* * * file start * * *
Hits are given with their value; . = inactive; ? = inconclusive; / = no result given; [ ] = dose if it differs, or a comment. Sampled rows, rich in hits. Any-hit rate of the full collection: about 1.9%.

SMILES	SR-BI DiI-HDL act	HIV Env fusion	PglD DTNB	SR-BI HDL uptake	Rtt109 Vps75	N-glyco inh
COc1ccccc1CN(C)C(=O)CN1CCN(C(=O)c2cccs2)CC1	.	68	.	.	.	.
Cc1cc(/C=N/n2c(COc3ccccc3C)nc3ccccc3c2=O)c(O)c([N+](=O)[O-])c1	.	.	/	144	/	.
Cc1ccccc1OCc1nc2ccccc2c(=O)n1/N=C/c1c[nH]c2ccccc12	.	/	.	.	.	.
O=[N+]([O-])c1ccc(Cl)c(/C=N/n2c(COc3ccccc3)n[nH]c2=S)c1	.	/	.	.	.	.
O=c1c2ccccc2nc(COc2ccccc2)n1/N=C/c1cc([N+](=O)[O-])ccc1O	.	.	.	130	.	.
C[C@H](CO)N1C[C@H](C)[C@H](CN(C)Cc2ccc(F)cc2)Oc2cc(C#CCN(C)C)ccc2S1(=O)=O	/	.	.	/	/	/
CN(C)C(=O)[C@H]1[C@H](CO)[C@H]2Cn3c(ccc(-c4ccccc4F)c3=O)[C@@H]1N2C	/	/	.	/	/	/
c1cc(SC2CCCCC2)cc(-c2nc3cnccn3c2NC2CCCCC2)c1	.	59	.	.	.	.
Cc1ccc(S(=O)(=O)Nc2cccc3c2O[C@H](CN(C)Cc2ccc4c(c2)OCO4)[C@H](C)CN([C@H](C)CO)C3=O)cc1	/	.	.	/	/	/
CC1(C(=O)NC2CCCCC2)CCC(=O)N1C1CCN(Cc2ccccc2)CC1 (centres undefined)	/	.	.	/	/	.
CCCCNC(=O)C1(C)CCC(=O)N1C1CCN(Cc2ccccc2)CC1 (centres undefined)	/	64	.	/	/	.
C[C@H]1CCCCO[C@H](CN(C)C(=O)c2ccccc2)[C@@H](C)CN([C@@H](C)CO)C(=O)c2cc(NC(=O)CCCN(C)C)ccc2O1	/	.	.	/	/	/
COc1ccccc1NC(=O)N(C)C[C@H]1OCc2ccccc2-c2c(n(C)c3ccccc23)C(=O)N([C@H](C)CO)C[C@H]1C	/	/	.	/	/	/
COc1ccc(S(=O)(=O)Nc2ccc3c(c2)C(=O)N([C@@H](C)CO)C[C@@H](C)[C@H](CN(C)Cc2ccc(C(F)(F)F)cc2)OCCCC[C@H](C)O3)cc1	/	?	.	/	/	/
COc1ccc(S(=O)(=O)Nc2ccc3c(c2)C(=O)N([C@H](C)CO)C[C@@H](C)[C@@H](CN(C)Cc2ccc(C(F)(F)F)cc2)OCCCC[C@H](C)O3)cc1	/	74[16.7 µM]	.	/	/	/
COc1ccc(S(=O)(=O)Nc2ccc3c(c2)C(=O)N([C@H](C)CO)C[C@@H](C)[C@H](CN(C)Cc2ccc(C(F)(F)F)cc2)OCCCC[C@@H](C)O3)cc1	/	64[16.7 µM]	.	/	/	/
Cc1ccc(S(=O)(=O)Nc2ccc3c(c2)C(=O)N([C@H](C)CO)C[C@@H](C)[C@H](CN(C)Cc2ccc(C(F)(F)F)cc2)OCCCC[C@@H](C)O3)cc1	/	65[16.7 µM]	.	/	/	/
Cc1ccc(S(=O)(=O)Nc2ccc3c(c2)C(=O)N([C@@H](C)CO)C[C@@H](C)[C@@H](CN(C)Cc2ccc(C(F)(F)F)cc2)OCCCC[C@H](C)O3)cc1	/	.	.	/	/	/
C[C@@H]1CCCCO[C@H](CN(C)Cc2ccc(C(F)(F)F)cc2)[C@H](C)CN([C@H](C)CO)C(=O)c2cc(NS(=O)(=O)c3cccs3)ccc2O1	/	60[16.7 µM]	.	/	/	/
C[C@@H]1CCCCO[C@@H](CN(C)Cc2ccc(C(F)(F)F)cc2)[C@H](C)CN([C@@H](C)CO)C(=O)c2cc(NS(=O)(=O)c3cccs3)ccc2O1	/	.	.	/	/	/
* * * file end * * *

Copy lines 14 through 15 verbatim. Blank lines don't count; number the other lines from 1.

C[C@H]1CCCCO[C@H](CN(C)C(=O)c2ccccc2)[C@@H](C)CN([C@@H](C)CO)C(=O)c2cc(NC(=O)CCCN(C)C)ccc2O1	/	.	.	/	/	/
COc1ccccc1NC(=O)N(C)C[C@H]1OCc2ccccc2-c2c(n(C)c3ccccc23)C(=O)N([C@H](C)CO)C[C@H]1C	/	/	.	/	/	/